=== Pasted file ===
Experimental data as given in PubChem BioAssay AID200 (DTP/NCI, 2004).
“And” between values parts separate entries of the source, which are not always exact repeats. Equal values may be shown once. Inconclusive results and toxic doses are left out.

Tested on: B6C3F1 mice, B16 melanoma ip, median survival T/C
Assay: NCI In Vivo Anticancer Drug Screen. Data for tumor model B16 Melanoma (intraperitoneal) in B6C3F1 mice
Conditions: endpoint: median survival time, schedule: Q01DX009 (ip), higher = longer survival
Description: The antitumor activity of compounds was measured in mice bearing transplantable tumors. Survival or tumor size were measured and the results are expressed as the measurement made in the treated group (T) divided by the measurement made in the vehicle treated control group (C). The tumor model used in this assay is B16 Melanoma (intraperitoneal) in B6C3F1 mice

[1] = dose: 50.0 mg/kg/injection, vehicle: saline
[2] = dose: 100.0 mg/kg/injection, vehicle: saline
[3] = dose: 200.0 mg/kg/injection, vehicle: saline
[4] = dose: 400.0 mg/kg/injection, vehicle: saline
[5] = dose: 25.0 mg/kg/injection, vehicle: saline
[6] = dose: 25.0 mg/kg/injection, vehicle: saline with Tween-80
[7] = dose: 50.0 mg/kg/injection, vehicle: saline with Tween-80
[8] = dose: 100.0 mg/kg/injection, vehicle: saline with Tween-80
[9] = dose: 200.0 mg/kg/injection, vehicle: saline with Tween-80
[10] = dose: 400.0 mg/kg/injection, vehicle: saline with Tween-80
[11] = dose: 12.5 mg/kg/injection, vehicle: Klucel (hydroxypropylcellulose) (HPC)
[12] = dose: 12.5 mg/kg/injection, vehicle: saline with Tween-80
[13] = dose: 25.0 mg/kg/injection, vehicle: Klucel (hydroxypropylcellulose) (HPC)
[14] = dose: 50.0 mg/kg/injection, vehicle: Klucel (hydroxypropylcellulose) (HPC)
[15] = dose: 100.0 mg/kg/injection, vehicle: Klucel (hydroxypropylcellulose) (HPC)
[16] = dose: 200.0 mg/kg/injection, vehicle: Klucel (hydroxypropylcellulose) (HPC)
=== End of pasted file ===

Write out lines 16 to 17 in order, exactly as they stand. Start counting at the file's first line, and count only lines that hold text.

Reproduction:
[10] = dose: 400.0 mg/kg/injection, vehicle: saline with Tween-80
[11] = dose: 12.5 mg/kg/injection, vehicle: Klucel (hydroxypropylcellulose) (HPC)